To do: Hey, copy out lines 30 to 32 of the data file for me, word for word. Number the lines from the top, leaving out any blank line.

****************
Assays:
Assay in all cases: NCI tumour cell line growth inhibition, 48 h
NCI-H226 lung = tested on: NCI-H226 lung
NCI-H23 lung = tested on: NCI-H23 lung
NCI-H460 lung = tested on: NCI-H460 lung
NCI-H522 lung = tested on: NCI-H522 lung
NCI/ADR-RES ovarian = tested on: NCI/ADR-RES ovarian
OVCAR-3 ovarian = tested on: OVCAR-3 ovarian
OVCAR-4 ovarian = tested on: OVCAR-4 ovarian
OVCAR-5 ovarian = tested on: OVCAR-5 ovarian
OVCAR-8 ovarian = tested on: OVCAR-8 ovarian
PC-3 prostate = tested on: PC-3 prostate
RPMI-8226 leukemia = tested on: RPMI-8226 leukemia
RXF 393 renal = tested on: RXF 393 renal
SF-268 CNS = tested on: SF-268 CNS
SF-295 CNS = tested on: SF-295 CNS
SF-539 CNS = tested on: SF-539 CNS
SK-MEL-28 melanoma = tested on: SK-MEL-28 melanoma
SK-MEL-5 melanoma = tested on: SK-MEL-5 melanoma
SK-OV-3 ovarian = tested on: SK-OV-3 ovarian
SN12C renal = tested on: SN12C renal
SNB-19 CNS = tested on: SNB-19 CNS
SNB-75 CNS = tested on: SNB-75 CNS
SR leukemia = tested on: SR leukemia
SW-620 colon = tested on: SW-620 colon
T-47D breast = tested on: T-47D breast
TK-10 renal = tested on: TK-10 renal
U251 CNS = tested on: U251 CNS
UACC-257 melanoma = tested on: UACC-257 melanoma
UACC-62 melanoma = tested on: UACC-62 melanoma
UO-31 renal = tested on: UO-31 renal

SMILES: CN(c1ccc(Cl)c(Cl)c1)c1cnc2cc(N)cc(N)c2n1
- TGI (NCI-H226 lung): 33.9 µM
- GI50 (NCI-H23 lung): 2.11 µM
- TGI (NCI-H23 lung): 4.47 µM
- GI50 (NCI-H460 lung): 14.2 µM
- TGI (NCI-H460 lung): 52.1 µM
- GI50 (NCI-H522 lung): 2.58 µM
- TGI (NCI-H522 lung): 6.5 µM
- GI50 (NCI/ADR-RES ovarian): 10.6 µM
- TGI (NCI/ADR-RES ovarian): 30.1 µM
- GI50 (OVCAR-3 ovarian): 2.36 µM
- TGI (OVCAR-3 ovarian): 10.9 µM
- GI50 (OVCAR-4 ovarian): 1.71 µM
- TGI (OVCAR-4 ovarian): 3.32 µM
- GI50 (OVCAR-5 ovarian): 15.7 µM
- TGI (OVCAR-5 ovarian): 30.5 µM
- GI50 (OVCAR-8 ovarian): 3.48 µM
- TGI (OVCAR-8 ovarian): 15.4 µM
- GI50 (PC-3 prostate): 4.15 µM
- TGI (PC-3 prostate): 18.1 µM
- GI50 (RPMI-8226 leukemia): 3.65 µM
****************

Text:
UACC-62 melanoma = tested on: UACC-62 melanoma
UO-31 renal = tested on: UO-31 renal

SMILES: CN(c1ccc(Cl)c(Cl)c1)c1cnc2cc(N)cc(N)c2n1